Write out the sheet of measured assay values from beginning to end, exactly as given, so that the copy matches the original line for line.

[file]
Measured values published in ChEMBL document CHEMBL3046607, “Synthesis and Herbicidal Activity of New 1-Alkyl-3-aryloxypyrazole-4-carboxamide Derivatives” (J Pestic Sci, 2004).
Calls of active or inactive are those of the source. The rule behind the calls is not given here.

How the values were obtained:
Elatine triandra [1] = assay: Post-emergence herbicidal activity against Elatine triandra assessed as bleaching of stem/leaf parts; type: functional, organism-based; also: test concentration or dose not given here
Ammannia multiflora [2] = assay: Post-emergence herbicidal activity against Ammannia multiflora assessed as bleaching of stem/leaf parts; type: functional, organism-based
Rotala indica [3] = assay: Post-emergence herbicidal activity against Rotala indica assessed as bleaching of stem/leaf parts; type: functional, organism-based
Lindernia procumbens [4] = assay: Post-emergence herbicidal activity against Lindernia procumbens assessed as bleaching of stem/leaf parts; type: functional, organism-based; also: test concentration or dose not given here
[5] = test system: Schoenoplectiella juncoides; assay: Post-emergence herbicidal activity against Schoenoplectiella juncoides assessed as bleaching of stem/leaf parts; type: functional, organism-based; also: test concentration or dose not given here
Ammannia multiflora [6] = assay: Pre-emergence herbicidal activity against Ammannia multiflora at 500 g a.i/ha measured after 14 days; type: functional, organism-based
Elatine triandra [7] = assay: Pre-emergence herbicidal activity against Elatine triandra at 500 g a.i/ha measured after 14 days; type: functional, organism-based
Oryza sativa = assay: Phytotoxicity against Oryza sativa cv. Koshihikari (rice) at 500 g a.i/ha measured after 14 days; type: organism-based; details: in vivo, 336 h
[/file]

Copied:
Measured values published in ChEMBL document CHEMBL3046607, “Synthesis and Herbicidal Activity of New 1-Alkyl-3-aryloxypyrazole-4-carboxamide Derivatives” (J Pestic Sci, 2004).
Calls of active or inactive are those of the source. The rule behind the calls is not given here.

How the values were obtained:
Elatine triandra [1] = assay: Post-emergence herbicidal activity against Elatine triandra assessed as bleaching of stem/leaf parts; type: functional, organism-based; also: test concentration or dose not given here
Ammannia multiflora [2] = assay: Post-emergence herbicidal activity against Ammannia multiflora assessed as bleaching of stem/leaf parts; type: functional, organism-based
Rotala indica [3] = assay: Post-emergence herbicidal activity against Rotala indica assessed as bleaching of stem/leaf parts; type: functional, organism-based
Lindernia procumbens [4] = assay: Post-emergence herbicidal activity against Lindernia procumbens assessed as bleaching of stem/leaf parts; type: functional, organism-based; also: test concentration or dose not given here
[5] = test system: Schoenoplectiella juncoides; assay: Post-emergence herbicidal activity against Schoenoplectiella juncoides assessed as bleaching of stem/leaf parts; type: functional, organism-based; also: test concentration or dose not given here
Ammannia multiflora [6] = assay: Pre-emergence herbicidal activity against Ammannia multiflora at 500 g a.i/ha measured after 14 days; type: functional, organism-based
Elatine triandra [7] = assay: Pre-emergence herbicidal activity against Elatine triandra at 500 g a.i/ha measured after 14 days; type: functional, organism-based
Oryza sativa = assay: Phytotoxicity against Oryza sativa cv. Koshihikari (rice) at 500 g a.i/ha measured after 14 days; type: organism-based; details: in vivo, 336 h